AGM-86C/D Conventional Air Launched Cruise Missile
The AGM-86C Conventional Air Launched Cruise Missile (CALCM) was developed to increase the effectiveness of B-52H bombers, dilute an enemy's forces, and complicate the defense of enemy territory. CALCM is the only air-launched, conventionally armed, long-range standoff missile deployed in the U.S. Air Force inventory. It is produced by modifying surplus nuclear-armed AGM-86Bs (ALCMs). It features a high-explosive blast-fragmentation warhead and a GPS receiver for accurate GPS-aided inertial navigation. Launched from B-52H aircraft, CALCM provides the U.S. Air Force with an economical, rapid response, worldwide conventional strike capability; this makes it a cost- effective choice for additional system upgrades and new mission applications. Boeing is making the conversions at its Weapons Programs center in St. Charles, Mo.
The small, winged AGM-86C CALCM is powered by a turbofan jet engine that propels it at sustained subsonic speeds. After launch, the missile's folded wings, tail surfaces and engine inlet deploy. It then is able to fly complicated routes to a target through the use of an onboard Global Positioning System (GPS) coupled with its Inertial Navigation System (INS). This allows the missile to guide itself to the target with pinpoint accuracy.
The AGM-86C CALCM increases the Air Force's flexibility in target selection. The B-52H is capable of carrying six CALCMs on each of two externally mounted pylons and eight internally on a rotary launcher, giving the B-52H a maximum capacity of 20 CALCMs per aircraft. The AGM-86C CALCM differs from the AGM-86B Air Launched Cruise Missile (ALCM) in that it carries a conventional blast/frag payload rather than a nuclear payload and employs a GPS aided INS.
An enemy force would have to counterattack each of the missiles, making defense against them costly and complicated. The enemy's defenses are further hampered by the missile's small size and low-altitude flight capability, which also makes them difficult to detect on radar.
In February 1974, the Air Force entered into contract to develop and flight-test the prototype AGM-86A ALCM, which was slightly smaller than the later B and C models. The 86A model did not go into production. Instead, in January 1977, the Air Force began full-scale development of the AGM-86B ALCM, which greatly enhanced the B-52's capabilities and helped America maintain a strategic deterrent. Production of the initial 225 AGM-86B ALCMs began in fiscal year 1980 and production of a total 1,715 missiles was completed in October 1986. The ALCM became operational four years earlier, in December 1982, with the 416th Bombardment Wing at Griffiss Air Force Base, NY, which deactivated when the base closed in 1995.
In June 1986, a limited number of AGM-86B ALCMs were converted to carry a high-explosive blast/fragmentation warhead and an internal GPS. They were redesignated as the AGM-86C CALCM. This modification replaced the AGM-86B ALCM's terrain contour-matching guidance system and integrated a GPS with the existing INS. This ALCM to CALCM modification program was conducted under under classified contract F34601-91-C-1156, which delivered the last lot of AGM-86C's to the Air Force in June 1993.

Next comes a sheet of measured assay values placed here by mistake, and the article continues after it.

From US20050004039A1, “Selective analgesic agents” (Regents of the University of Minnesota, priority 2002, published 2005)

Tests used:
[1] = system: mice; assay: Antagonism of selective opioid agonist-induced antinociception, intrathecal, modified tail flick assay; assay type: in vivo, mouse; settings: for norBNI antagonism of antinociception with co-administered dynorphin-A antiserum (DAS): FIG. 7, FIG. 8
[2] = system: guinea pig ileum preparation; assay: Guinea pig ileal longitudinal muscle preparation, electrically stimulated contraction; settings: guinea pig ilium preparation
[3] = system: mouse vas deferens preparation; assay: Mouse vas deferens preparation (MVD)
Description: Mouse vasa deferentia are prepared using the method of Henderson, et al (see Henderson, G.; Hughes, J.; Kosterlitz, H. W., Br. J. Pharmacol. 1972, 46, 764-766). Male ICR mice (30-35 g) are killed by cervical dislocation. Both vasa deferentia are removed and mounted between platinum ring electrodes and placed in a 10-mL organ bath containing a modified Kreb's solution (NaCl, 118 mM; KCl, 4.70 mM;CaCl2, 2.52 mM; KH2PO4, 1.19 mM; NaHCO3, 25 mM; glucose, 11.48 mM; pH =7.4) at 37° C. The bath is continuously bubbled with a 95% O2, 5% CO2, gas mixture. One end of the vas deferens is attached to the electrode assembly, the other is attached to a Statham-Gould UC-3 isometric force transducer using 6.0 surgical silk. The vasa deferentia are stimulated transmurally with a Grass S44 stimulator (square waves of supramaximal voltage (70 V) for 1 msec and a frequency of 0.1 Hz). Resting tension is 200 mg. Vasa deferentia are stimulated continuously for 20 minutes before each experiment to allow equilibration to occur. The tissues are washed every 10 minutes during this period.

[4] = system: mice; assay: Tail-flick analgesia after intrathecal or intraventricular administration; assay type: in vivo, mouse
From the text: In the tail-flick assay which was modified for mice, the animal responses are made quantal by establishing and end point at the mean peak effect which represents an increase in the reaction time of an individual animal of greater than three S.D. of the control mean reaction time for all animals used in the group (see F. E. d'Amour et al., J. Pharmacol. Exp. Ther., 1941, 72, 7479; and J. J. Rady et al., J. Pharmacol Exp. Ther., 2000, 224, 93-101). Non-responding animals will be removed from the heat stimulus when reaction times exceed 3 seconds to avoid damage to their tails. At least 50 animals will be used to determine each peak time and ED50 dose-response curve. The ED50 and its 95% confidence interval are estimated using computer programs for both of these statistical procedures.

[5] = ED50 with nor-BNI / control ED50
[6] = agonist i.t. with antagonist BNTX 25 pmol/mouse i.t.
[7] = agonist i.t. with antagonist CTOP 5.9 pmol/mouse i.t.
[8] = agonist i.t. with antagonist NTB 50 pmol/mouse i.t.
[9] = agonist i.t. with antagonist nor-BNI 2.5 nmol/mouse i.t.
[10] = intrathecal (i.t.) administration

The CALCM became operational in January 1991 at the onset of Operation DESERT STORM. Seven B-52Hs carrying a total of 39 CALCMs flew nonstop round-trip from Barksdale AFB, LA to designated launch points in the U.S. Central Command's area of responsibility. At these points, 35 missiles were launched to attack high-priority targets in Iraq. These missions marked the beginning of the air campaign for Kuwait's liberation and are the longest known aircraft combat sorties in history (more than 14,000 miles and 35 hours of flight).
CALCM was subsequently employmd on 3 September 1996 in Operation DESERT STRIKE. In response to Iraq's continued hostilities against the Kurds in northern Iraq, the Air Force launched 13 CALCMs in a joint attack with the Navy. This mission put the CALCM program in the spotlight and helped propel the research and development of a multiple warhead penetrator version of the CALCM called the AGM-86D (Block II). CALCM was employed in December 1998 in Operation DESERT FOX. A total of $52 million was requested in the FY2000 budget to pay to replace the 90 conventional air-launched cruise missiles, plus two test missiles, fired against Iraqi forces during Desert Fox. During Operation Allied Force, CALCMs were delivered by B-52s operating from forward bases in England.
In the 4-day Operation Desert Fox attack on Iraq in December 1998, the United States used 90 conventional air-launched cruise missiles. When NATO bombing of Serbia began, the military fired between 30 and 50 air-launched cruise missiles targeted primarily against Serbian air defenses. By mid-April 1999 there were 90 to 100 conventional air-launched cruise missiles in inventory.
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